IGMPv3 supports source-specific multicast (SSM), but IGMPv1 and IGMPv2 do not. The majority of the latest multicast devices support IGMPv3, but most legacy multicast terminals only support IGMPv1 or IGMPv2. SSM mapping is a transition solution that provides SSM services for such legacy multicast terminals. Using rules that specify the mapping from a particular multicast group to a source-specific group, SSM mapping can convert IGMPv1 or IGMPv2 messages whose group addresses are within the SSM range to IGMPv3 messages. This mechanism allows hosts running IGMPv1 or IGMPv2 to access SSM services. SSM mapping allows IGMPv1 or IGMPv2 terminals to access only specific sources, thus minimizing the risks of attacks on multicast sources.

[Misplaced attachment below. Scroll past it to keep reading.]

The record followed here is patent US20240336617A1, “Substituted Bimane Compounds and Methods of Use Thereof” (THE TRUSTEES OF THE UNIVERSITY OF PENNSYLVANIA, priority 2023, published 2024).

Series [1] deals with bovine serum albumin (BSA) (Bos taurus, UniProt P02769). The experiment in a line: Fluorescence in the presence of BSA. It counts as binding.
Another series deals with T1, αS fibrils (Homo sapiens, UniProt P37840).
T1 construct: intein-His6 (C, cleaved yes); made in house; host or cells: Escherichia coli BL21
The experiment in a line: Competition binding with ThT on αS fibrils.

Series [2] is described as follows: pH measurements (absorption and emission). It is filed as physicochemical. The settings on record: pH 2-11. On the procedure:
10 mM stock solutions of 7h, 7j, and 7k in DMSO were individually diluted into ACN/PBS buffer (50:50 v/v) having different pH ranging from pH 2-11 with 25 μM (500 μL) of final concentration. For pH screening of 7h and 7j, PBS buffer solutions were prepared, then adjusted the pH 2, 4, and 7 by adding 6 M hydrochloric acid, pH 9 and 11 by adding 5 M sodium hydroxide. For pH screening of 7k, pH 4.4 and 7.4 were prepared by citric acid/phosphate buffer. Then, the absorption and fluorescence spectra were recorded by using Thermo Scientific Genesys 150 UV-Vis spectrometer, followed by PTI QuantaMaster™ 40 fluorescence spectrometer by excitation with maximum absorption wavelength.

Layer 2 SSM mapping is used to implement SSM mapping on Layer 2 networks. For example, on the network shown in Figure 1, the Layer 3 device runs IGMPv3 and directly connects to a Layer 2 device. Host A runs IGMPv3, Host B runs IGMPv2, and Host C runs IGMPv1 on the Layer 2 network. If the IGMP versions of Host B and Host C cannot be upgraded to IGMPv3, Layer 2 SSM mapping needs to be configured on the Layer 2 device to provide SSM services for all hosts on the network segment.
If SSM mapping is configured on a multicast device and mapping between group addresses and source addresses is configured, the multicast device will perform the following actions after receiving a (*, G) message from a host running IGMPv1 or IGMPv2:
Layer 2 SSM mapping can be used on VLANs and VPLS networks.
Layer 2 SSM mapping offers the following benefits: